August 29, 2017

HUBSHER | It’s Not You, It’s Me

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I should probably be writing this under a pseudonym but I’m a messy bitch who lives for drama. And I’m shameless. And I love attention. But mostly, I’m writing about this topic with my real name because it is an important issue that affects so many women and is so rarely acknowledged in this context: the all-important ~orgasm~.

If you know me, you probably think of me as a sexually liberated beautiful goddess queen… or at least you think of me as sexually liberated. I’m chronically the “Samantha” of any group, and since puberty, I’ve always made the first move. My reputation makes this even harder to admit, but I’ve never had an orgasm. Nope, never. Yes, I still enjoy sex. Yes, I’ve come close. Yes, I give guys direction. Yes, I’ve tried masturbating.

This problem is especially frustrating because you can just look at a guy and bat your eyes and all of a sudden he has a sticky mess in his boxers. I guess this makes sense evolutionarily: a man needs to orgasm to procreate and a woman doesn’t. “The Gender Orgasm Gap” is real. While the statistics vary, according to the National Survey of Sexual Health and Behavior, about 55 percent of women usually reach orgasm from intercourse (with a male partner), compared to 95 percent of men. The rates are significantly better through oral or manual stimulation but still, five to 10 percent  of women just never orgasm ever. Period. This statistic keeps me up at night… masturbating… hoping to make it into that 90th percentile.

It’s even rarer as a young adult: 15 percent of women never orgasm before age 28. So if my situation isn’t even that weird, why do I feel like every woman on TV, in the movies and at my table for brunch is having mind blowing, toe curling, vomit up your breakfast spectacular orgasms?

The first time I told my best friend from high school, Laura, that I had never orgasmed, she responded by sending me an Amazon link to a vibrator and some invaluable words of encouragement: “Will, maybe this is why you’re such a bitch! Your gunna be a new person once you cum!”

Is that possible? Could I really “be-cum” a new person? I decided from that day to make a more concerted effort to have an orgasm. My sexual journey started with not faking it. Through my research online and from talking to friends, I’ve realized that “faking it” is really common. About 85 percent of men report that their partner had an orgasm during the most recent sexual event, whereas only 60 percent of women report having an orgasm during their last sexual experience. Clearly there is a disconnect.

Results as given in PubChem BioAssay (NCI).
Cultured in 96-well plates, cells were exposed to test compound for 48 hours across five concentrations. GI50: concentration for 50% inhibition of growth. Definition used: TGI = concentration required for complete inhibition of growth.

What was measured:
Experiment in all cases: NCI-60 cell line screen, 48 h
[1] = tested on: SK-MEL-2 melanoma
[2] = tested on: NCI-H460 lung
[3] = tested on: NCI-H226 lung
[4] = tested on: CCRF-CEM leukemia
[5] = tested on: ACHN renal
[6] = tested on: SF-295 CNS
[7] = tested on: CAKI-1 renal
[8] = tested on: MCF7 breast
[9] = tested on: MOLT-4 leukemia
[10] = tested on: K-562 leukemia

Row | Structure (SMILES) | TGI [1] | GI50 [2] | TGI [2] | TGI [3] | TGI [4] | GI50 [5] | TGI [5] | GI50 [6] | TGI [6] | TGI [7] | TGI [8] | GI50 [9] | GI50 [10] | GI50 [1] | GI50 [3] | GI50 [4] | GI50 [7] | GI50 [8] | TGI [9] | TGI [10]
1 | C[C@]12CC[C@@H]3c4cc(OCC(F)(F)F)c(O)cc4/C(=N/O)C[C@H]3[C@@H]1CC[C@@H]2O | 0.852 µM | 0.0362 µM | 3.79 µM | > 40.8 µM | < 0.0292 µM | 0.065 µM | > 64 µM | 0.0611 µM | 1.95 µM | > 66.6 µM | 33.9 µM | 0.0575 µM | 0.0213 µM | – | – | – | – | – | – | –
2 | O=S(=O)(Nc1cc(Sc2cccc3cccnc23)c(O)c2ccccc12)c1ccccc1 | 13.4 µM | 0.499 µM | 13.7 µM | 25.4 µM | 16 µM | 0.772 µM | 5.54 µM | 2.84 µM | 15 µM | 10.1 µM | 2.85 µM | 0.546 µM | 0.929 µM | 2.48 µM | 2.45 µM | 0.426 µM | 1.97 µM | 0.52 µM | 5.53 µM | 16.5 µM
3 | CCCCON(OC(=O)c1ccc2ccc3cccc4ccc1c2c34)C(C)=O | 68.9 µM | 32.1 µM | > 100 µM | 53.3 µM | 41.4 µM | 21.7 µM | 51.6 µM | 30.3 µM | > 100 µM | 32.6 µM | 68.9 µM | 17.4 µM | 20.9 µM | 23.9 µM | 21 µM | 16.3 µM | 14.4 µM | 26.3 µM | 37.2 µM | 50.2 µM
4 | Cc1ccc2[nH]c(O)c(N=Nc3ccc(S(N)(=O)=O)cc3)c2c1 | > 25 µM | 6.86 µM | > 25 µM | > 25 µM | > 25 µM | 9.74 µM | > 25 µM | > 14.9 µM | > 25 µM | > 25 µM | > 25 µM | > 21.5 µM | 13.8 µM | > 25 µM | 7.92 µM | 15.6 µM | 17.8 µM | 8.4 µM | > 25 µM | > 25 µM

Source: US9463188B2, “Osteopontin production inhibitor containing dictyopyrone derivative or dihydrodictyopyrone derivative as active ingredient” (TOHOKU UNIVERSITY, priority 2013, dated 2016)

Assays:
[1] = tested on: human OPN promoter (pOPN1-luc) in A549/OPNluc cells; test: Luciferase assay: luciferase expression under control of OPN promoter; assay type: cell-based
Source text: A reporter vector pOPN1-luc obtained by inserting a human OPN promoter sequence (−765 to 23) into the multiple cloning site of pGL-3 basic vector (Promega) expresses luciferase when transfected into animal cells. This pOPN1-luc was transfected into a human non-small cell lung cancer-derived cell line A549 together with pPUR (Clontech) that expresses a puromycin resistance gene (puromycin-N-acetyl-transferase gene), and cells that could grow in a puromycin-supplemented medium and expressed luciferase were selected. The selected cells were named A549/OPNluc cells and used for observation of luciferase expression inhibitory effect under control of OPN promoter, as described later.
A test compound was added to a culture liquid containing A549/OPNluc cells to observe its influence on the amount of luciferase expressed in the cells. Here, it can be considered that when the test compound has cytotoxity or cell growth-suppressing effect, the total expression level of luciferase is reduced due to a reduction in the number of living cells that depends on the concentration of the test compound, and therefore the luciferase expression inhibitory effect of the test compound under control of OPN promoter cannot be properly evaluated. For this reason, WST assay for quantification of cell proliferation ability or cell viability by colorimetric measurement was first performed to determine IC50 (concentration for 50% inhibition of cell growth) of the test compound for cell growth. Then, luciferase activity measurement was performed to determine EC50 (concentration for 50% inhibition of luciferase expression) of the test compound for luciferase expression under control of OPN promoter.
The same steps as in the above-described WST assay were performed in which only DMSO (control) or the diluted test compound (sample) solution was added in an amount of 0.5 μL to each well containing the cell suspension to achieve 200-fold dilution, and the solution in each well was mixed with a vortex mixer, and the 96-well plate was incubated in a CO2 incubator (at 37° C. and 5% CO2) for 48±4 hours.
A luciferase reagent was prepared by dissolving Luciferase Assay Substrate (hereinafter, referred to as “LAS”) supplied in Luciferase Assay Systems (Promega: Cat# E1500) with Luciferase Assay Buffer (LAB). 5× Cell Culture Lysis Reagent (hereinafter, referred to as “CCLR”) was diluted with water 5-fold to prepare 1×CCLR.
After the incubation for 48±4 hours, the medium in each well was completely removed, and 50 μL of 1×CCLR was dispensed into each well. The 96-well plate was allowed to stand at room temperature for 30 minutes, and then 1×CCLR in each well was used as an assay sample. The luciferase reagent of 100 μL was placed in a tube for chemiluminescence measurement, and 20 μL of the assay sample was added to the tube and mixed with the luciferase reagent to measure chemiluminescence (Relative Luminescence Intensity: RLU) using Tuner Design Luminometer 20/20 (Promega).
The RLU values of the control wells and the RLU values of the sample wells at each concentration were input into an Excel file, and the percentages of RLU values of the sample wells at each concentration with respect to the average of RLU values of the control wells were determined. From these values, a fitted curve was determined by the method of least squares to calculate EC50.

Since my first full penetration at age 17, I had pretty much faked an orgasm every time I had sex. But, I’m not alone. Women are faking all over town. The Cosmopolitan Female Orgasm Survey says women fake it either “to make my partner feel good or spare my partner’s feelings” or “to end sex more quickly because I knew I wasn’t going to orgasm” or both.

So, with Laura’s support, I was ready to assert myself in the bedroom. It got a little awkward. First there was my hometown fuck buddy who had to come to the realization that I’d been faking it all those years and that he really wasn’t the sex god I’d acted like he was. And then there were all the guys who assumed my problem was caused by the fact that I had yet to experience the magic of their wonderful and life changing sex skills. Some took it as a challenge, spending hours with their head between my legs (God bless ‘em) until I got so bored I started eating chicken wings and scrolling through instagram — true story.

So, my question is, why? Why haven’t I been able to orgasm? Why are so many women sacrificing their own pleasure for the feelings of some guy? Why does society value male pleasure over female pleasure? I obviously don’t have the answer to these questions, but I believe they deserve discussion.

There are a lot of possible explanations and many of them have to do with being comfortable in the bedroom and being able to fully relax. Women who have experienced sexual assault are far less likely to experience orgasm, especially with casual partners. Women who report being uncomfortable with their bodies, genitalia, gender or sexuality also report having much more difficulty reaching orgasm. By refusing to acknowledge the issue of the Gender Orgasm Gap in regular conversation, we are confirming the societal ideal that a man’s pleasure really is more important than that of a woman.

Ultimately, I’ve learned not to be ashamed of my frigid “Benedict Arnold” of a clitoris. She will ring her bells when she is good and ready. Or she won’t and I’ll die a miserable bitch just like I was born. Only kidding. Maybe I need to find a guy I really love or maybe I need to splurge on a $175 vibrator or maybe I need to go to sex therapy along with the talk therapy my sister says I desperately need. Whatever the solution, at least I’ve learned I’m still a sexually liberated beautiful goddess queen — hold the “O.”